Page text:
Peter Lorre - Dr. Gogol
Frances Drake - Yvonne Orlac
Colin Clive - Stephen Orlac
Ted Healy - Reagan
Edward Brophy - Rollo
Sara Haden - Marie
Karl Freund - Director
John Considine Jr. - Producer
Guy Endore - Screenwriter
John L. Balderston - Screenwriter
Gregg Toland - Cinematographer
Dimitri Tiomkin - Score
This is by far the best of the many versions and variants of Maurice Renard's novel The Hands of Orlac, first filmed under its original title in 1924, starring Conrad Veidt. Although director Karl Freund, a master behind the camera, is no more at ease directing than he was with The Mummy (1932). The film, however, boasts an astounding performance from Peter Lorre in his first American role as the macabre Dr. Gogol, so madly infatuated with the wife (Frances Drake) of celebrated concert pianist Stephen Orlac (Colin Clive), that when the latter's hands are mutilated in a train wreck, he conceives of a diabolical plan to graft the hands of a knife-thrower guillotined for murder (Edward Brophy) onto Orlac.
That there is something twisted behind the shaven head and dead face is indicated by an opening sequence in which, enraptured, Lorre watches a Grand Guignol stage performance in which Drake plays a faithless wife put to the torture, and later purchases a full-size waxwork image of her that had been displayed in the theater to be worshipped, serenaded on the organ, and read poetry to in the privacy of his own weird home.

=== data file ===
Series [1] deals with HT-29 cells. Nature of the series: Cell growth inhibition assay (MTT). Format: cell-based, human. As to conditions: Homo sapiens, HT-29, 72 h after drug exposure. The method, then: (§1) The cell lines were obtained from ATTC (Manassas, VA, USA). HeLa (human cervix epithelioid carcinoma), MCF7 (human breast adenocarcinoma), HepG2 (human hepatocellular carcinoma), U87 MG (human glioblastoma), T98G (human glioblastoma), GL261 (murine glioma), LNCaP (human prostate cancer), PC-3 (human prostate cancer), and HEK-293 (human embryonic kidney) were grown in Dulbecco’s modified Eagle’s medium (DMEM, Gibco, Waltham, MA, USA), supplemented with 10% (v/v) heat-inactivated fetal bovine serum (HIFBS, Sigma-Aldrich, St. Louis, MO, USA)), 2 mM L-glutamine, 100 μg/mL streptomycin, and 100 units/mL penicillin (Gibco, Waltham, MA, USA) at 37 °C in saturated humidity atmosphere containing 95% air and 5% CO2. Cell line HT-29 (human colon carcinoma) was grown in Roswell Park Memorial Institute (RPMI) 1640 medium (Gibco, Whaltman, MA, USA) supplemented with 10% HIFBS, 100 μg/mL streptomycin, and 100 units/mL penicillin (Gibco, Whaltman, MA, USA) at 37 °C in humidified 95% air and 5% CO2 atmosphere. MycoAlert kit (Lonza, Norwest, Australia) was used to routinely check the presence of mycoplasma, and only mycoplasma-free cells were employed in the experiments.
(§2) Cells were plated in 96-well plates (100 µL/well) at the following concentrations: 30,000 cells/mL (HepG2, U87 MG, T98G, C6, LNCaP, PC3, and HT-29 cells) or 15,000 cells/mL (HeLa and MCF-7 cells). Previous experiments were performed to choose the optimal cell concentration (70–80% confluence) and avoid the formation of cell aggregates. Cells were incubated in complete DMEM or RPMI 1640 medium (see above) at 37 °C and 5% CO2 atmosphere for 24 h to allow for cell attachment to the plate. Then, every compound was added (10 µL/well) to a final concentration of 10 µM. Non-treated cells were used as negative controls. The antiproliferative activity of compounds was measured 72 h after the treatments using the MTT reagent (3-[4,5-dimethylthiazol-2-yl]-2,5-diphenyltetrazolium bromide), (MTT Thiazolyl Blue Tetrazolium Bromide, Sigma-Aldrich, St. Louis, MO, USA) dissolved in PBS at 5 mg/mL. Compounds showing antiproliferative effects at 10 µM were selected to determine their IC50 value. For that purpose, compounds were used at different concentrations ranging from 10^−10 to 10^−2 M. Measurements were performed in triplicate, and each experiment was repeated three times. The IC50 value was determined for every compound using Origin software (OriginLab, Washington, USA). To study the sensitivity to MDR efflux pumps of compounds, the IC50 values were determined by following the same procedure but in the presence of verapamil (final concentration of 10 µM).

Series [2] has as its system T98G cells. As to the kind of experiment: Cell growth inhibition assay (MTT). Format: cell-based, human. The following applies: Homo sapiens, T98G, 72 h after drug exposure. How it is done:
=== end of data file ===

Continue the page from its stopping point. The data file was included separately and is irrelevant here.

The sense here of a mind fascinated by sadism yet capable of tenderness is accentuated by the paradoxical contrast between motives in the sequence where Lorre performs the grafting operation on Clive: on the one hand, Lorre's fiendish purpose, on the other the professional skill and concern he displays.
But increasingly deranged by his mad love, Lorre proceeds to what must be one of the most macabre impersonations in all cinema when, in the hope of driving Clive (already unhinged by the knife-throwing propensity of his hands) completely mad, he appears muffled up to the eyes (even they are behind dark glasses) and then does a terrifying striptease to reveal the metal gauntlets (replacing his amputated hands) and steel neck-brace (holding on his guillotined head) that identify him as the executed murderer.
If the ending is by contrast both conventional and perfunctory (about to strangle Drake, Lorre is nailed by Clive's new knife-throwing skills), it is just one of the several flaws--along with the uncertainties in pacing and clumsy comic relief from Healy's reporter--that demonstrate that Freund did not really have the instincts of a director. Mad Love is a remarkable film all the same.
--PHIL HARDY, ed. from The Encyclopedia of
Horror Films, 1986
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A History of Horror
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